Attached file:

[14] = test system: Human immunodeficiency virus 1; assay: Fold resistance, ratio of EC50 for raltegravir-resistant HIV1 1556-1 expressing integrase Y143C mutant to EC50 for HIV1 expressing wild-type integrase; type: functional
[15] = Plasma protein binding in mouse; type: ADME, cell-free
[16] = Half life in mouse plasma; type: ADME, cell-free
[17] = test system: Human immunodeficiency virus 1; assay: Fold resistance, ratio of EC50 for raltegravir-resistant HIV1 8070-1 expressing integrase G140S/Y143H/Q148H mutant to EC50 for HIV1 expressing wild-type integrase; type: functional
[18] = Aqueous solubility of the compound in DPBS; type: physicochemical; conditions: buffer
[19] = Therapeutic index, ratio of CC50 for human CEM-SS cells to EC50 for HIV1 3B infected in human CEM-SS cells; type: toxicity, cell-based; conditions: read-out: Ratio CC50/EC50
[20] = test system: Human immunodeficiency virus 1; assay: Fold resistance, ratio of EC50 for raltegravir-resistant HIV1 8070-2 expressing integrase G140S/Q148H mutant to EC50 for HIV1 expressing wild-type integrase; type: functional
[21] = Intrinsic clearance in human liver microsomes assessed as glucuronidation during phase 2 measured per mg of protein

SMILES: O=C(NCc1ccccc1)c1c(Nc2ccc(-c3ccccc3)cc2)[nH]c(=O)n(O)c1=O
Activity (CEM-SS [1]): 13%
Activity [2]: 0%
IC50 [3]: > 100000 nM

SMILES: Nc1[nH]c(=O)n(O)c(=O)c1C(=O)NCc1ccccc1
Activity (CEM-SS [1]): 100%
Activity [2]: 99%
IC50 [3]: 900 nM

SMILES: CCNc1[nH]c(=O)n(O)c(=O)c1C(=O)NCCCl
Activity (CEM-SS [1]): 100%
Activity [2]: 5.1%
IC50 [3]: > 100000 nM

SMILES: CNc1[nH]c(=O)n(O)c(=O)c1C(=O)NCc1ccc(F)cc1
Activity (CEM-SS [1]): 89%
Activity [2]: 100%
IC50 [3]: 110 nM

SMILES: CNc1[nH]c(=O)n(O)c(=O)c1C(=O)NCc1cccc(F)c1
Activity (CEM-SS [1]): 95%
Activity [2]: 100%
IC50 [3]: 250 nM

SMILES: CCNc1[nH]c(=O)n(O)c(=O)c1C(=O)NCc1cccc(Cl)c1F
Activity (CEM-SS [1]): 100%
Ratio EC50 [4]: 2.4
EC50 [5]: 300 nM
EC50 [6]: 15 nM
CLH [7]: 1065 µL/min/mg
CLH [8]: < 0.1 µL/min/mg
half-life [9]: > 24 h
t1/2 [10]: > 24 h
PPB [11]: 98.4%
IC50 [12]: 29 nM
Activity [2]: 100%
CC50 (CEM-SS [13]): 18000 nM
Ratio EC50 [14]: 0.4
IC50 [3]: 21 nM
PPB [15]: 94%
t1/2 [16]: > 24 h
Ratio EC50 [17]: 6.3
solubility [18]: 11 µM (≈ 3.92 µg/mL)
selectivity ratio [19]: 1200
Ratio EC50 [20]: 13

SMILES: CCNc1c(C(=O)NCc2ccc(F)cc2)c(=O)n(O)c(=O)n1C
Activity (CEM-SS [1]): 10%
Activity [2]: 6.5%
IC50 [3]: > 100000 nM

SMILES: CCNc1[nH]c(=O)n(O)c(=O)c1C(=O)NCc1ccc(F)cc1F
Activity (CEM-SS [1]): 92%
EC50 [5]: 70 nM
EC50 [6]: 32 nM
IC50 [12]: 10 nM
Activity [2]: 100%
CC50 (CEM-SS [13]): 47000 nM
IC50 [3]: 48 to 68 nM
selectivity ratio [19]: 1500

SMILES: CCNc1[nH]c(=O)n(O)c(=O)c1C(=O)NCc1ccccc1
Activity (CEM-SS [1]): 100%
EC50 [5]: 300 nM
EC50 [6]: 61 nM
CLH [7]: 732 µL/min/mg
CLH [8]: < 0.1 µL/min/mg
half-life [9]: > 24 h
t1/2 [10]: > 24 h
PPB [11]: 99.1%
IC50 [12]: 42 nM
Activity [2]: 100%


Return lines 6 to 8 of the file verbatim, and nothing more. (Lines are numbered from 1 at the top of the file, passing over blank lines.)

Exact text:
[19] = Therapeutic index, ratio of CC50 for human CEM-SS cells to EC50 for HIV1 3B infected in human CEM-SS cells; type: toxicity, cell-based; conditions: read-out: Ratio CC50/EC50
[20] = test system: Human immunodeficiency virus 1; assay: Fold resistance, ratio of EC50 for raltegravir-resistant HIV1 8070-2 expressing integrase G140S/Q148H mutant to EC50 for HIV1 expressing wild-type integrase; type: functional
[21] = Intrinsic clearance in human liver microsomes assessed as glucuronidation during phase 2 measured per mg of protein